And here is why I think NoSQL is useful - apart from all the hype around it. You simply cannot put business logic in it, so you don't. And this will lead into better design. So I like NoSQL not because of what I can do but because of what I cannot do. I would agree with Stonebraker's article and believe that NoSQL technologies could be low-tech compared to hi-tech RDBMS, but I cannot abuse them in the same way. NoSQL fully focuses on storage and retrieval and not replicating all those features that should not be implemented in a database (XML Manipulation, Message Bus, logic etc)

A table in SQL can translate to 5-6 Redis data structures so that you could effectively query and access data. So there is more work to be done but I like it since I would really think about what I need to store and what I need to query back (remember twitter?).

Lessons from REST

Regardless of all the bloated hype and endless controversies in interpreting REST, it works. It just simply works. So we have a set of constraints and if you follow them it will lead to goodness. Example? HTTP.

REST is an absolute example of how constraints can lead to a better design.

Limitation in creative arts

I am big fan of minimalism and Philip Glass is one of my favourite contemporary composers. In minimalism, a compact musical idea is repeated to create rhythm, melody and ultimately harmony - and this is usually created using layers of repetitive chords. For me who love minimal music, Satyagraha opera is the pinnacle of minimal musical expression through a limiting set of musical material. 

Apart from musical material, limitation in number of instruments is also an important aspect. String quartet is one of the most expressive forms of music - and I just love it be it Beethoven or Shostakovich. Rock counterpart for the string quartet is probably the rock trio (singer as an instrument?) where some of the best music ever produced (from Jimi Hendrix and Cream to Rage Against The Machine and Nirvana).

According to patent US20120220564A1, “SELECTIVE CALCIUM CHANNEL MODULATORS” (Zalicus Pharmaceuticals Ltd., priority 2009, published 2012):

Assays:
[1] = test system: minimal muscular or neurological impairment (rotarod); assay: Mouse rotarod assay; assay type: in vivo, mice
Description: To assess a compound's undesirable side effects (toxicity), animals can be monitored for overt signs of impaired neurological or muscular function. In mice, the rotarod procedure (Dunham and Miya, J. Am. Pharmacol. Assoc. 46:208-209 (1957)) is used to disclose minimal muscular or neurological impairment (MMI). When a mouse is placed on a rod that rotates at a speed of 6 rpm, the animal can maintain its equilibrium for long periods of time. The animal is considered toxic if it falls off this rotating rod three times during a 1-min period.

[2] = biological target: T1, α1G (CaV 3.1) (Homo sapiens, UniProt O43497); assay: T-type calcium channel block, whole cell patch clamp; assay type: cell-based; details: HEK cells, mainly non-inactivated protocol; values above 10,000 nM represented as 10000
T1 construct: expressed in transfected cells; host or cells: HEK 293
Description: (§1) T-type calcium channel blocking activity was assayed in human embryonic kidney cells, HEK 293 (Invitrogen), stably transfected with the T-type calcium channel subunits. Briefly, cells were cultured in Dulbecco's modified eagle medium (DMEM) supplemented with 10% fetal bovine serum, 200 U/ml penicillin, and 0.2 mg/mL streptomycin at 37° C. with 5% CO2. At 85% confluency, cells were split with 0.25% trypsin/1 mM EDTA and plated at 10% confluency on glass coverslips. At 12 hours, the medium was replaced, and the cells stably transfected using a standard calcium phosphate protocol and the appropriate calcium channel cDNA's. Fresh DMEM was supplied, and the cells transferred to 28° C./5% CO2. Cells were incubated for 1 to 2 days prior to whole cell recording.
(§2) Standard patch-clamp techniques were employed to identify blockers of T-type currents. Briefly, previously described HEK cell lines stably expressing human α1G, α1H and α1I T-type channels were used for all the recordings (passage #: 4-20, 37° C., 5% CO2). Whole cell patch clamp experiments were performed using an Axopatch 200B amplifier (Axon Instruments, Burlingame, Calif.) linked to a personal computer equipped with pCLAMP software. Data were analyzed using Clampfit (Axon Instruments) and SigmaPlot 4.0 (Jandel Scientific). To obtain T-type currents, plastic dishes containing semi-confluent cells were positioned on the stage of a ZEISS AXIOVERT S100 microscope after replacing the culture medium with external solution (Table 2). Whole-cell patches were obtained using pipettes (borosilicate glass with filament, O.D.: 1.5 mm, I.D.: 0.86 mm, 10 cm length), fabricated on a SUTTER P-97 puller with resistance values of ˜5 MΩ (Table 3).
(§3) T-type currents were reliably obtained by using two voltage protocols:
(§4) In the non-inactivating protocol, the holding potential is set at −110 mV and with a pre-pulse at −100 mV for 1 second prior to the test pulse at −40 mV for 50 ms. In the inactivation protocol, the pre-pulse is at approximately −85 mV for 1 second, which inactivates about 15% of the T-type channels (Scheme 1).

In social and political terms, we have experienced an explosion of modern and beautiful art in the eastern bloc during the oppression of communist governments. Composers and film directors had to find their own language to express their art. Since they could no longer look outside for inspiration, they turned inside and a new era of creativity and great art flourished: Andrei Tarkovsky, Istvan SzaboAndrzej Wajda, Shepitko and many more. Shostakovich arguably produced his best works during the fierce Stalinist oppression. It is interesting that when the restrictions are lifted, artist is no longer able to produce the same quality of works. Wajda's Iron Man seemed like just a shabby copy of Marble Man. And Tarkovsky's two last films made outside Russia did not feel like the previous ones. 

The same oppression created the new wave of Iran Cinema with the likes of Makhmalbaf, Mehrjui, Kiarostami and others.

Now should we create an oppressive government so that we get a great artistic output?! No, but perhaps we can have a 60's style drug revolution which does the same :)